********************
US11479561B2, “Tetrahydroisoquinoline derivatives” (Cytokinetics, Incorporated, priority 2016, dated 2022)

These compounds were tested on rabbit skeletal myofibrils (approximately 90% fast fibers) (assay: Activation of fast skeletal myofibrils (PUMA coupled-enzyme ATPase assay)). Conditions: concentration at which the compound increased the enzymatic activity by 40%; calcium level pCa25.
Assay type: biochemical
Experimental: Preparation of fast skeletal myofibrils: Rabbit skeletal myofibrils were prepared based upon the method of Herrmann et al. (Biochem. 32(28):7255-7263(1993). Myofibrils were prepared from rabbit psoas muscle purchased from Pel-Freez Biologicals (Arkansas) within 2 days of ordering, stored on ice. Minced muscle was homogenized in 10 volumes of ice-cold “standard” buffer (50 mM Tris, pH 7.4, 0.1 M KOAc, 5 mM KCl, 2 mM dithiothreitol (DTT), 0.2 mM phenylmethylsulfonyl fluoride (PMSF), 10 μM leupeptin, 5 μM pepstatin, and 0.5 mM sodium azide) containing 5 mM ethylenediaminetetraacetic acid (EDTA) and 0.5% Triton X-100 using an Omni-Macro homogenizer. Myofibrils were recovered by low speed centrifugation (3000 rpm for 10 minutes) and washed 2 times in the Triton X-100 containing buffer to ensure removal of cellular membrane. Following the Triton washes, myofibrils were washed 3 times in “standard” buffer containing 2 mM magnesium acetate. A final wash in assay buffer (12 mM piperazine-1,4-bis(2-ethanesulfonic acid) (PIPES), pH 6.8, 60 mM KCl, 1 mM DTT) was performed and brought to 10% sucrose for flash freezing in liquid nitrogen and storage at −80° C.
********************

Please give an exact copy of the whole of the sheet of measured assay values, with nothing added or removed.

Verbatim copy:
US11479561B2, “Tetrahydroisoquinoline derivatives” (Cytokinetics, Incorporated, priority 2016, dated 2022)

These compounds were tested on rabbit skeletal myofibrils (approximately 90% fast fibers) (assay: Activation of fast skeletal myofibrils (PUMA coupled-enzyme ATPase assay)). Conditions: concentration at which the compound increased the enzymatic activity by 40%; calcium level pCa25.
Assay type: biochemical
Experimental: Preparation of fast skeletal myofibrils: Rabbit skeletal myofibrils were prepared based upon the method of Herrmann et al. (Biochem. 32(28):7255-7263(1993). Myofibrils were prepared from rabbit psoas muscle purchased from Pel-Freez Biologicals (Arkansas) within 2 days of ordering, stored on ice. Minced muscle was homogenized in 10 volumes of ice-cold “standard” buffer (50 mM Tris, pH 7.4, 0.1 M KOAc, 5 mM KCl, 2 mM dithiothreitol (DTT), 0.2 mM phenylmethylsulfonyl fluoride (PMSF), 10 μM leupeptin, 5 μM pepstatin, and 0.5 mM sodium azide) containing 5 mM ethylenediaminetetraacetic acid (EDTA) and 0.5% Triton X-100 using an Omni-Macro homogenizer. Myofibrils were recovered by low speed centrifugation (3000 rpm for 10 minutes) and washed 2 times in the Triton X-100 containing buffer to ensure removal of cellular membrane. Following the Triton washes, myofibrils were washed 3 times in “standard” buffer containing 2 mM magnesium acetate. A final wash in assay buffer (12 mM piperazine-1,4-bis(2-ethanesulfonic acid) (PIPES), pH 6.8, 60 mM KCl, 1 mM DTT) was performed and brought to 10% sucrose for flash freezing in liquid nitrogen and storage at −80° C.